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January 2003 Vol. 18, No. 1   RSS Feed for Undercurrent Issues
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Serious Shark Attack Raises Questions

from the January, 2003 issue of Undercurrent   Subscribe Now

A serious shark attack in the Turks and Caicos islands on November 14 is a cautionary note to all divers that sharks are wild animals that can be a significant threat

Michelle Glen, 41 years old, a longtime resident of Fort Walton Beach, Fla., was on a Peter Hughes Sea Dancer trip, diving at a site off French Cay. She had finished her dive and was snorkeling with others while waiting for her husband, who was taking photos immediately below, to finish his dive. There were about a half dozen Caribbean reef sharks, 4 to 5 feet in length, in the area at a fairly shallow depth.

Out of the blue water a Caribbean reef shark in the 6- to 7- foot range appeared, then rapidly dived down and attacked from below with a single, lightning fast strike. It hit her right upper arm and shoulder, ripping the triceps and most of the biceps, severing the brachial artery and leaving exposed bone.

The massive blood loss that such a strike can occasion hardly requires mention. It was to her astounding good fortune that her husband, Michael Glen, a respected orthopedist in Fort Walton Beach, and another physician on board, a seasoned vascular surgeon, could stem the hemorrhaging.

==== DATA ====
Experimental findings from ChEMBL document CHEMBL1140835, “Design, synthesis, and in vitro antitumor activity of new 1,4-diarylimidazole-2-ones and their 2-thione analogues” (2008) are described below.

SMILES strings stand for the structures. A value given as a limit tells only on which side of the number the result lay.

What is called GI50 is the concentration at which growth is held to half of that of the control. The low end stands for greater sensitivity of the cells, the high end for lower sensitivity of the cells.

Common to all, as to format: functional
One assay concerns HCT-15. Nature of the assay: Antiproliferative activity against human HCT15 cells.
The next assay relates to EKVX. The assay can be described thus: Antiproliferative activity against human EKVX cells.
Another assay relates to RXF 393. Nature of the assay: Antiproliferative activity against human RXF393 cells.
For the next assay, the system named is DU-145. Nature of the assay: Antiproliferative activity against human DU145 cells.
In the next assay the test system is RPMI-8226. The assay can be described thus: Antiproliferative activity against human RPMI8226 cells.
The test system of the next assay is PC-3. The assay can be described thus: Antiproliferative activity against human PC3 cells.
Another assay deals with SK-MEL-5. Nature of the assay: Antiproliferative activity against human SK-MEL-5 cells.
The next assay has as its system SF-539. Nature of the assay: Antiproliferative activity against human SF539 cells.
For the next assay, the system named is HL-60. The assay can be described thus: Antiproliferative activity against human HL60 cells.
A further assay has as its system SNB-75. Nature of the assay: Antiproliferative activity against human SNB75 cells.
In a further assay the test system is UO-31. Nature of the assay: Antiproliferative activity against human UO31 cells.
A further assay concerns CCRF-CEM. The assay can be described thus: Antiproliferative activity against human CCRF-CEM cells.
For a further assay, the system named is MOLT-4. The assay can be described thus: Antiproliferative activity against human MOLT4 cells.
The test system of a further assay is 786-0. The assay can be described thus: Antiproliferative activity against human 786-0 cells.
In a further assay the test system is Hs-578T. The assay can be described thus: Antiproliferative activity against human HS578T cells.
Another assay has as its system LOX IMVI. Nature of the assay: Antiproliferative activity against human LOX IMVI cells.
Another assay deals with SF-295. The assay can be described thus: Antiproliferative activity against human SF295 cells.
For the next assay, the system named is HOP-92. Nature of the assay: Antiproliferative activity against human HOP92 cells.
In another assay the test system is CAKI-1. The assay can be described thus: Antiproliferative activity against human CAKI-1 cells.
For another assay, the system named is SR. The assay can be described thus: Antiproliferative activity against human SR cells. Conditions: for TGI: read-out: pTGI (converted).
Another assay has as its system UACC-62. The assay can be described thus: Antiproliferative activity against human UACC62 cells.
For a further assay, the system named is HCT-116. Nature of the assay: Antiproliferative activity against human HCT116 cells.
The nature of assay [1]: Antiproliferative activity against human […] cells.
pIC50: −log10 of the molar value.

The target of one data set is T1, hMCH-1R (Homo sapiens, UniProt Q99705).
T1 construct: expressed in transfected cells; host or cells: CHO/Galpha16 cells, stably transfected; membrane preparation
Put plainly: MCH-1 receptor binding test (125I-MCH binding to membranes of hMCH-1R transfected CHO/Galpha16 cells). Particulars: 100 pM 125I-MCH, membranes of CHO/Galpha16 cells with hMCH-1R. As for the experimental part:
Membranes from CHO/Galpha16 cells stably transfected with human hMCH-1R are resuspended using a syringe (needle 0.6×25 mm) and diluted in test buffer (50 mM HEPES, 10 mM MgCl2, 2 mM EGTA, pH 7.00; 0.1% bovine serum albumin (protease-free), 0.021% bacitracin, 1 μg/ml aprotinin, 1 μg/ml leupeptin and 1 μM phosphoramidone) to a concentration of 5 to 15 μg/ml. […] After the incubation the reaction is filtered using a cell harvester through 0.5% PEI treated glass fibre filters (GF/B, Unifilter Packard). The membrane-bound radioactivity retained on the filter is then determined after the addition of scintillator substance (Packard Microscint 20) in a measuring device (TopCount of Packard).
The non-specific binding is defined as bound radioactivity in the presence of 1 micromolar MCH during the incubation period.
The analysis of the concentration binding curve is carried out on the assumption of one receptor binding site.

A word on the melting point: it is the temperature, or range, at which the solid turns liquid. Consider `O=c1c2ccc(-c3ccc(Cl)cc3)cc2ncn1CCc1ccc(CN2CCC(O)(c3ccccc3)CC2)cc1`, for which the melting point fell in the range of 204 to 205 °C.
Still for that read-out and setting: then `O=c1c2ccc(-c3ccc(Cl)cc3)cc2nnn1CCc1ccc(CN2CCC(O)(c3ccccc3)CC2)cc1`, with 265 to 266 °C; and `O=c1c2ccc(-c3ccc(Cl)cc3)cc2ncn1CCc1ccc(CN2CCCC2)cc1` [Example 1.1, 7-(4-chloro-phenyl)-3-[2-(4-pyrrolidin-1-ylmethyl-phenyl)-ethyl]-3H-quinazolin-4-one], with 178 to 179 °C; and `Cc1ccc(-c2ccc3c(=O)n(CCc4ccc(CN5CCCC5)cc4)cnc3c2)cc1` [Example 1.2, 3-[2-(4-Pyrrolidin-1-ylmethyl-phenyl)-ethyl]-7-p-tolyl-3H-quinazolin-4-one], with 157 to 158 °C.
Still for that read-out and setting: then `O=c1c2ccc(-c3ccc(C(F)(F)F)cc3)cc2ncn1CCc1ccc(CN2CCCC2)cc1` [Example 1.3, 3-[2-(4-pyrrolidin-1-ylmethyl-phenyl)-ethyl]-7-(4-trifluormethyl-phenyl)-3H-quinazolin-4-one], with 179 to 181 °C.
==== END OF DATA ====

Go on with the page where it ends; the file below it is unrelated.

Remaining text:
A craft from the Turks and Caicos Marine Police Force brought her to shore, where she was evacuated by a U.S. Coast Guard Falcon jet to a Coast Guard Station outside Miami and taken by helicopter to the Ryder Trauma Center at the University of Miami's Jackson Memorial Hospital. She was admitted in critical condition, eight hours after the attack. Among other physicians, she was attended by Dr. Anne Ouellette, Chief of the Hand Surgery Division, who remarked that it was the most damaging shark wound she had yet observed.

After several surgeries, she was released about three weeks later. As of now, it looks like the arm has been saved, but how much use she'll have of it remains quite uncertain.

While most people on the cruise have refused to talk, the word is that people on board the boat were tossing food into the water before the attack. Furthermore, two dive operators and an official from the Turks and Caicos Fisheries Dept. have said that surreptitious feeding does take place in this area, presumably to assure that tourist divers see sharks.

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